Thursday, June 10, 2010
I Miss the Joy
I suppose I have experienced my share of unadulterated joy in my 59 years of life. I have been extremely fortunate to be raised by good people in a good area, and these advantages have given me the opportunity to explore the tremedous opportunities of life and abundantly reap the happiness in living. Much of the joy I have enperienced has stemmed from unexpected moments of good fortune, and very often in the midst of work or adventures with friends.
For example, I can't imagine someone who did not have the tremendous opportunity to play sports with a good, winning team of friends. Or, who cannot remember the joyful experience of the awesome sights, sounds, and smells of spending a hot day at Dreamland (then, the Terrace Club) pool? As I pass the now weed-covered parking lot of the Scioto Breeze Drive-in Theater, a million old memories flash through my head about this once affordable family and dating attraction. And, who doesn't miss the Friday night crowds and department store shopping on Chillicothe Street as many residents just "went to town" with a little money in their pockets to initiate a great weekend or to congregate with friends?
I miss the Mustang I drove, Lake Margaret where I swam and worked, the competitive young rock band scene at places like the Armory and the CAY, and the numerous gas stations where many males congregated to meet with friends in the community. Most of us then, years ago, were happy with the state of our hometown, even in the face of one of the most turbulent times in U.S. and world history.
It was a simpler time, a time of fewer options, and a time that stubbornly held onto innocence and obligations. People spent more time in reflection then and less time keeping up with a rapid, time-devouring life style. Then, most of the unthinkable segregation of this past was beginning to break down as effective, influential leaders emphasized the importance of civil and basic human rights. Causes were popular, and the youth often fronted the battles for a better life because they felt as if they were a needed cog in a new and better mechanism of societal interaction.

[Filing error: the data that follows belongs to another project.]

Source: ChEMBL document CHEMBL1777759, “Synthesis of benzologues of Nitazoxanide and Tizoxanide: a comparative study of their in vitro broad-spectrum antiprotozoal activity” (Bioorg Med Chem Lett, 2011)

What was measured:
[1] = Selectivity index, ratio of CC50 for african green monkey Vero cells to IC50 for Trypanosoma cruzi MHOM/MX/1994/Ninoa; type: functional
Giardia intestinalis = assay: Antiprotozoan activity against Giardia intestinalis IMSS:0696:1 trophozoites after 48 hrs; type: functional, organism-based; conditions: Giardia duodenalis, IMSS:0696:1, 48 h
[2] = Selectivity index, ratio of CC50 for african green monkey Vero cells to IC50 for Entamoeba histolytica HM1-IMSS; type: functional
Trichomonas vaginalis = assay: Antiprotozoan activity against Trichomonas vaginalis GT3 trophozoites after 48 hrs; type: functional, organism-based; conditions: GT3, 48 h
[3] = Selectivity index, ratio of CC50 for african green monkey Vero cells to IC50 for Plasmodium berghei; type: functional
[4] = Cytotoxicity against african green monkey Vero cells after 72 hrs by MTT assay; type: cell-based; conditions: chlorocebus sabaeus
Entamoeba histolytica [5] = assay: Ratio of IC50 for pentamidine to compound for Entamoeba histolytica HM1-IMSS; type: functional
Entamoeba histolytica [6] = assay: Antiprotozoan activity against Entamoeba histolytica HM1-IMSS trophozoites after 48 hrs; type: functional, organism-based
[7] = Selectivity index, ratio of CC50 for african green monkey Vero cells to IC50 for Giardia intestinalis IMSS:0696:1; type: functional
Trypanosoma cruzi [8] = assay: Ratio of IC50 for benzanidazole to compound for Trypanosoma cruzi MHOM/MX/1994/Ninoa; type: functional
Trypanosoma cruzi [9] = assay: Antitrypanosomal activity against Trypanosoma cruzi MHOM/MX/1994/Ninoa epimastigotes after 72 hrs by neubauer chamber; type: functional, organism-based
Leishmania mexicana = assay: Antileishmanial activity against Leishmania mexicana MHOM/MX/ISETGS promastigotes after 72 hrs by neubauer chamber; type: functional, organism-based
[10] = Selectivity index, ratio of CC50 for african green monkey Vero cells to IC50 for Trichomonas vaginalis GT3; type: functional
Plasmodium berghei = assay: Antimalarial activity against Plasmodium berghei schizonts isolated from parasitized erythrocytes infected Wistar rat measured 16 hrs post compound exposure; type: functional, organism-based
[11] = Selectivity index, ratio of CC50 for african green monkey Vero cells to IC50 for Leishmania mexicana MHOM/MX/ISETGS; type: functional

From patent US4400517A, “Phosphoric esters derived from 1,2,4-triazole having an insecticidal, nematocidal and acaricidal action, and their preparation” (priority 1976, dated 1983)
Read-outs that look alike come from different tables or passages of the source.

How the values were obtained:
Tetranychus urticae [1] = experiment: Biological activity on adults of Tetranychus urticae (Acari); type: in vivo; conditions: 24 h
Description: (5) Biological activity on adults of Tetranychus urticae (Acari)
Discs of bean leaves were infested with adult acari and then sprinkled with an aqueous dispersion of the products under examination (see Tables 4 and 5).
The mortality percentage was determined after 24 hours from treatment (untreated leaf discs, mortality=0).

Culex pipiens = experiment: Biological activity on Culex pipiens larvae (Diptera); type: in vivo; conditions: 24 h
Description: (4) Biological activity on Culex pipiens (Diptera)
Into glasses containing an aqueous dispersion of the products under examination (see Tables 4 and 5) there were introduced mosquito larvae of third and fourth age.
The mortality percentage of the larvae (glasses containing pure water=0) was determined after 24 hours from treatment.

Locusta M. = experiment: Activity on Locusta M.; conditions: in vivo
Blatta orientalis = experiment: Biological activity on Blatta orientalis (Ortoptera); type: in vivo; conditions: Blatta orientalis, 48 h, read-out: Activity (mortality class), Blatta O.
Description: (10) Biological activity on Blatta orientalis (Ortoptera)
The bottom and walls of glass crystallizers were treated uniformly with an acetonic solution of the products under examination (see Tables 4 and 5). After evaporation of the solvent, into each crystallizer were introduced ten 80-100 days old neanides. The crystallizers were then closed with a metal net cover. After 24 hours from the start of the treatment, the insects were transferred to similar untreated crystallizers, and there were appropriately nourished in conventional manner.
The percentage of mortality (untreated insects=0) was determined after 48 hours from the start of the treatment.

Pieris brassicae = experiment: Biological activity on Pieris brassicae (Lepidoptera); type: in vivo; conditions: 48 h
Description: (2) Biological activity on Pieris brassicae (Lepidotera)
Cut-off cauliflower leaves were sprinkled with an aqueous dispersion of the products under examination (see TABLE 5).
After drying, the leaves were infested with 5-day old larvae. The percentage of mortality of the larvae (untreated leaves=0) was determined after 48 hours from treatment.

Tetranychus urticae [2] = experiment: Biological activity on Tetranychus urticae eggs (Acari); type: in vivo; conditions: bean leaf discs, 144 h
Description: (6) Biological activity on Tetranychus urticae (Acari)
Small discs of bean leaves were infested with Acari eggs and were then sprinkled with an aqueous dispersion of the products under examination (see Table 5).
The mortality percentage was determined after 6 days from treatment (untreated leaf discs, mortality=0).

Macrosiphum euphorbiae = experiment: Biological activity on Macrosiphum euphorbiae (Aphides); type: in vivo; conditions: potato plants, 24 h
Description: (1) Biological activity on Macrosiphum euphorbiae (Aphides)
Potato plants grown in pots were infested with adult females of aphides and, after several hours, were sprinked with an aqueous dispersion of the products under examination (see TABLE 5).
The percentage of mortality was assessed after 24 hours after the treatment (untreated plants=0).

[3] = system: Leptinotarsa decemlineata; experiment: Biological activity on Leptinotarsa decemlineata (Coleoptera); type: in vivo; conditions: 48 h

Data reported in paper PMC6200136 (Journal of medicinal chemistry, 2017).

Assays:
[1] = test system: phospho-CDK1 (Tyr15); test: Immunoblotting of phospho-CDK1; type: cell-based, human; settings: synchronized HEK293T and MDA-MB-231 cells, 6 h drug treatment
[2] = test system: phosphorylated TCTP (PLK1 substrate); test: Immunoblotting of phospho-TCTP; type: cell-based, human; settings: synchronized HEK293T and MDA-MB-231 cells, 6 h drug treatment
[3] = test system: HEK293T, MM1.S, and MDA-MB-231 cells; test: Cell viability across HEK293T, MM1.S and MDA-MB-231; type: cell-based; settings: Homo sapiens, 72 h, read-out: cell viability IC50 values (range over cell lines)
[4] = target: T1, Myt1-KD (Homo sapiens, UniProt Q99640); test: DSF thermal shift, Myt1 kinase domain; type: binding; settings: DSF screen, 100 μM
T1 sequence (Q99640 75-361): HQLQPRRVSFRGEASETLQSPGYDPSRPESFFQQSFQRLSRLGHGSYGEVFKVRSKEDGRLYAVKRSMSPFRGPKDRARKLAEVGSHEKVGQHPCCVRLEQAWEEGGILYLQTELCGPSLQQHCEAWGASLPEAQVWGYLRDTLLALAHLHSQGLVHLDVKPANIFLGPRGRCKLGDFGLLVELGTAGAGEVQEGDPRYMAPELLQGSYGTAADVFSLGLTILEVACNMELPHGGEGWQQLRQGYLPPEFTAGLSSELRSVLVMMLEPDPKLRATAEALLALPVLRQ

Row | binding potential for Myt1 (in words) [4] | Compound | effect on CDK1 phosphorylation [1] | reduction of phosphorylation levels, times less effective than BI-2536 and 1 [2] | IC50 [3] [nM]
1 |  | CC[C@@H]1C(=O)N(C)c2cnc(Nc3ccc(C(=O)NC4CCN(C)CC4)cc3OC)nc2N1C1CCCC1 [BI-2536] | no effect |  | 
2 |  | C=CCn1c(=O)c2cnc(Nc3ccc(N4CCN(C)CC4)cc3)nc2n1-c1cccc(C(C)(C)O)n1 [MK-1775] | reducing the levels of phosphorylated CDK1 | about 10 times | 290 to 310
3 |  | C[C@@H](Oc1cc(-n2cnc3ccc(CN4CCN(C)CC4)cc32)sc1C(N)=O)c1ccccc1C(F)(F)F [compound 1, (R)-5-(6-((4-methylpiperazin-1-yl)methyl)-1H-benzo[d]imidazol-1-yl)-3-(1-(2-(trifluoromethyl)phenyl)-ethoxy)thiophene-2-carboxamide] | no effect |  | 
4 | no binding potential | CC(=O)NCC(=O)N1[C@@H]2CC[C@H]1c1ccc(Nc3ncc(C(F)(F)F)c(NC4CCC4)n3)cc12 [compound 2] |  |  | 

Perhaps, most of my joy resulted due to the feeling that I, as a young American, could make a difference as part of this powerful group of baby-boomers. Sure, the young often encountered solid opposition, but with the support of their strength in numbers and their vitality of their youth, the younger population by the thousands responded to issues they believed most needed addressed.
Imagination -- in science, in the arts, in self-expression -- was valued and encouraged, so far-reaching discoveries emerged. At that time, technology was more a slave to the people and the people were less a slave to technology. I think people actually believed they had discovered a new, joyful horizon and they were steering the course toward that communal rainbow port. As time would prove, however, their false belief that chemicals and drugs would enhance the journey was a revelation too late to save many useful pioneers. Mistaken ideologies took their tearful toll in the best of times.
What do I miss? Where is the joy? I miss the thoughtful, educated beauty more than I celebrate the flawless, show-all, magazine ideal. I miss the rugged, honest, strong-willed male more than I respect the tough, threatening, body-talking man. I miss the opportunity for expression and the ability to be misunderstood without dislike more than the totally guarded, seemingly over-examined search for imperfection in a person's direct expression. I miss the broad range of acceptance and toleration exhibited by the public more than the absolute desire to categorize and stereotype others.
I miss V-eight summer night drives with the windows down.
I miss the excitement of the unknown on the edge of town.
I miss the kiss of a baseball on the sweet spot of a wooden baseball bat.
I miss long walks to the river through plowed bottoms to catch monster cats.
I miss the way the colors on the hills blazed brighter in the days of fall.
I miss the days when home was the only place to reach people with a telephone call.
I miss holding onto a tentative hand.
I miss the thrill of exploring the foreign land.
I miss a second and a fiftieth chance.
I miss the times that life was a new dance.
I miss the loyal friend.
I miss the good end.
I miss being more.
I miss the recognizable, essential core.
I miss the old joy.
I miss it more and more.
I miss the joy.